The elevated levels of bacteria in the water tended to follow periods of high rainfall according to the council’s director of environment and housing services Mike Punter.

Many of the sewer pipes in Wales are combined, which means they collect wastewater and rainwater.

It also means that during periods of high rainfall overflows are more likely to occur.

Dwr Cymru’s managing director for waste water services, Steve Wilson, said at a Vale of Glamorgan Council environment scrutiny committee meeting on Tuesday, April 16, that they “categorically don’t know” all of the sources of pollution coming from the River Ogmore.


He added: “It is our job now… to continue the investigation of where the sources of pollution on to that beach, where the sources of bacteria… are coming from and that is what we are working on.”

Mr Wilson said a “huge investment programme” is planned to tackle the issue of storm overflows.

The plans, which could involve £140m invested over five years from 2025 to 2030, are subject to approval by water services regulator Ofwat.

Dwr Cymru has also started work to see what can be done to improve storm water capacity at its Pen Y Bont wastewater treatment works on the River Ogmore.

Ward member for St Bride’s Major, Cllr Joanna Protheroe, said at the same scrutiny committee meeting: “We had six instances of overflows… [Ogmore] isn’t a new bathing beach.

“It is a very popular… bathing beach and it is used all year around.”

Another member of the scrutiny committee, Cllr Mark Hooper, said: “[Dwr Cymru] is a not-for-profit body but to all intents and purposes the way it is funding these services is out of a private body having to find ways of funding executive salaries that are not dissimilar between Dwr Cymru as they are elsewhere in the country and we are paying for what is a failure.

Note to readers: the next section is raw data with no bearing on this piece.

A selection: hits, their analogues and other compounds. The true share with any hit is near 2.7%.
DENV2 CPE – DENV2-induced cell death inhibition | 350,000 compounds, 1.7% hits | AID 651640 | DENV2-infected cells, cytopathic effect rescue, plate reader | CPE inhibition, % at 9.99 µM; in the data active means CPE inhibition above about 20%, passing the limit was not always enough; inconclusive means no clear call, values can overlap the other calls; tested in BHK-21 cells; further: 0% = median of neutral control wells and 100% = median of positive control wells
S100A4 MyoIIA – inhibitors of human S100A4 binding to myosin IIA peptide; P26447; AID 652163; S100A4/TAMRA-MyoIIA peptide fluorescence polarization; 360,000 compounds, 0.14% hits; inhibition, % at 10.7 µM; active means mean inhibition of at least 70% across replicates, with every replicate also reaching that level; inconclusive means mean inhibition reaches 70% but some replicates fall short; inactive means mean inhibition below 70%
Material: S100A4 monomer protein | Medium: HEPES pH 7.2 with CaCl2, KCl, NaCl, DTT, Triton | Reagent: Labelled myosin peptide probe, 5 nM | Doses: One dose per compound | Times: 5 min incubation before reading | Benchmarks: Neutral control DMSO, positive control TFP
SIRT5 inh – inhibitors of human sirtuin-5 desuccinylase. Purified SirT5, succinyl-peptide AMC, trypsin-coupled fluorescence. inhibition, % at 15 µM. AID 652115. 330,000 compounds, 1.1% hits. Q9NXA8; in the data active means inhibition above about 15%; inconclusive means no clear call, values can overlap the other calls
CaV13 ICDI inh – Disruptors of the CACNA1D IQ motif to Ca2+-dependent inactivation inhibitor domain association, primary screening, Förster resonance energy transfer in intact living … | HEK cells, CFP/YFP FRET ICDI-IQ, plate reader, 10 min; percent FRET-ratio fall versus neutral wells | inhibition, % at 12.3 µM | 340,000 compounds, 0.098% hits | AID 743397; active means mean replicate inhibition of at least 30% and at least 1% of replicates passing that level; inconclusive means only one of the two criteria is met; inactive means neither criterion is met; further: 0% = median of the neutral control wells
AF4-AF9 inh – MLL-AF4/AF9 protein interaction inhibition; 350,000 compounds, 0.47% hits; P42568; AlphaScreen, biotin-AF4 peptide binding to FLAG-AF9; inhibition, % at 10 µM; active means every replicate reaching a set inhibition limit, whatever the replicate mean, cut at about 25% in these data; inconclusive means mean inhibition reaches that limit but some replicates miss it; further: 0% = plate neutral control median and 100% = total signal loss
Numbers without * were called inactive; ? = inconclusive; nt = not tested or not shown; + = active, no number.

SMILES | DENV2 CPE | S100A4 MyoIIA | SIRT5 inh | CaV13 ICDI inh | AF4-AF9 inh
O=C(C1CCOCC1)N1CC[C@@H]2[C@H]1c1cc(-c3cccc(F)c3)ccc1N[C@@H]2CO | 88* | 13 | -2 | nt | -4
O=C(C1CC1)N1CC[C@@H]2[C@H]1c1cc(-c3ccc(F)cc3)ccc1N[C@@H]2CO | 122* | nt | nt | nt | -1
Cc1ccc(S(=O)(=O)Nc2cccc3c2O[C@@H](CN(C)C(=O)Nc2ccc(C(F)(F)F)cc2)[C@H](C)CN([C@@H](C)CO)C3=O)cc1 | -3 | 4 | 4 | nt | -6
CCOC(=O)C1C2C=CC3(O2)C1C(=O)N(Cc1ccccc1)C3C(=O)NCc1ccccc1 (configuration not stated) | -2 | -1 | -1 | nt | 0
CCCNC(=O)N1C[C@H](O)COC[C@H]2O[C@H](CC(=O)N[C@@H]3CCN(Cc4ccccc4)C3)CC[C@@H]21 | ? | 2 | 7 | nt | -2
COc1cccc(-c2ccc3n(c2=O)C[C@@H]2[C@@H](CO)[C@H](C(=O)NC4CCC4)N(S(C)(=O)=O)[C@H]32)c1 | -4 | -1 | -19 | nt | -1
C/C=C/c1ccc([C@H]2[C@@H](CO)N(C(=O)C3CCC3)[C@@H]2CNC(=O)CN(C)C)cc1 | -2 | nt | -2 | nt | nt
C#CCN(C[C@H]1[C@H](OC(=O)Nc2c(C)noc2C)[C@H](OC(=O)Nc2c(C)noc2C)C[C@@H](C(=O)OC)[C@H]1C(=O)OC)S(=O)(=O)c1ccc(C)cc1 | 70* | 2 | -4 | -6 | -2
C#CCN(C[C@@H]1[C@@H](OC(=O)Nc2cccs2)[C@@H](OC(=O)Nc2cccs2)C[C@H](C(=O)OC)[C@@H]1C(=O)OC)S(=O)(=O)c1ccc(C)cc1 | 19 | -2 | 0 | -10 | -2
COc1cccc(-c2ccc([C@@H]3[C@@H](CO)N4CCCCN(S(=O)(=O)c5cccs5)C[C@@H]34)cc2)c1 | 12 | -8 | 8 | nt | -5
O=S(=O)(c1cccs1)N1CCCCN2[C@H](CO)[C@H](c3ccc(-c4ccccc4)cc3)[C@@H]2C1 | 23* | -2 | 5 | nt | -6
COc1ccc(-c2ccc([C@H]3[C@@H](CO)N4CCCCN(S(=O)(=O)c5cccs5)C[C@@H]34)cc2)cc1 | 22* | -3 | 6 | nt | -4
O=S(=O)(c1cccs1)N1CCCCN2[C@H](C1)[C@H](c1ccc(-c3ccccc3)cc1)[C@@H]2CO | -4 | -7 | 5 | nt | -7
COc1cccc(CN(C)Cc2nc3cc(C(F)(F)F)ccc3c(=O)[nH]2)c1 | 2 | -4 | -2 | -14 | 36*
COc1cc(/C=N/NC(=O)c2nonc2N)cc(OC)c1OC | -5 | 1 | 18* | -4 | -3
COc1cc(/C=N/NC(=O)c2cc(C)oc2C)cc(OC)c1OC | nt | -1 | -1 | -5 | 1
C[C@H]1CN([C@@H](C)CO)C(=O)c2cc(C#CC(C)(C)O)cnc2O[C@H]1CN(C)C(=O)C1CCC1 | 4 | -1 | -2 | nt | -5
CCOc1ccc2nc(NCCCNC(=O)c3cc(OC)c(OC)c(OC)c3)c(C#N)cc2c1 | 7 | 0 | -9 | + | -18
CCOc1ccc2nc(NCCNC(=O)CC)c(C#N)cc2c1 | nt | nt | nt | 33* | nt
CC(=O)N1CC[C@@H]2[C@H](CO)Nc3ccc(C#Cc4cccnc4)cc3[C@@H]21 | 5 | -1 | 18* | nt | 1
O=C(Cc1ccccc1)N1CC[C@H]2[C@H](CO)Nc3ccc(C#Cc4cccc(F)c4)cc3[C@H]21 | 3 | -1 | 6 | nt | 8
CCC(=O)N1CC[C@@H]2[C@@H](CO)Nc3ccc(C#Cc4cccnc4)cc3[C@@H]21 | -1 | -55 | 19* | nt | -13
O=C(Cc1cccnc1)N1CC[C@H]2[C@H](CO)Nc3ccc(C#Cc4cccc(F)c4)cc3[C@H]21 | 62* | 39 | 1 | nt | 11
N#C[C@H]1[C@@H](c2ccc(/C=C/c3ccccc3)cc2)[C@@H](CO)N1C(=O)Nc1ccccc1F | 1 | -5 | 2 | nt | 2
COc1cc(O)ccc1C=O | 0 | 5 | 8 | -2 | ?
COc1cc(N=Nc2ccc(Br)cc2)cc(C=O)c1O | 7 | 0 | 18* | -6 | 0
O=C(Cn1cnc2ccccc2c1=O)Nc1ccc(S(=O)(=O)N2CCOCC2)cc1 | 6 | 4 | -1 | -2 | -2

“You can’t be pleased if you are a swimmer who wants to swim regularly in those of those beaches and can’t.

“This is a massive disruption. I think swimming in the open sea is something that adds to people’s health and wellbeing and should be supported.”

Mr Wilson of Dwr Cymru said the company is also working on a system which will send automated messages to beach managers about storm overflows.

He added: “The management of storm water… is not just a water company issue.

“We are only going to solve this working together and our customers can help by looking at what things are happening to the water on their own properties.”

Vale of Glamorgan Council and NRW are working in partnership on a project that aims to develop a real-time water quality prediction tool to inform bathers at beaches in Barry.

Head of south central Wales at NRW David Letellier said the £1m pound project, which would eventually take the form of information displays at beaches, is in the final year of development.

In response to whether it is a development that could be expanded to other parts of the Vale Mr Letellier said: “I want the programme for Barry completed.

“I want it working well and then if we can expand… [that is] definitely something I am interested in.”

The council’s cabinet member for neighbourhood and building services, Cllr Mark Wilson, said he was very supportive of the project and will lobby Welsh Government for funding on behalf of the local authority.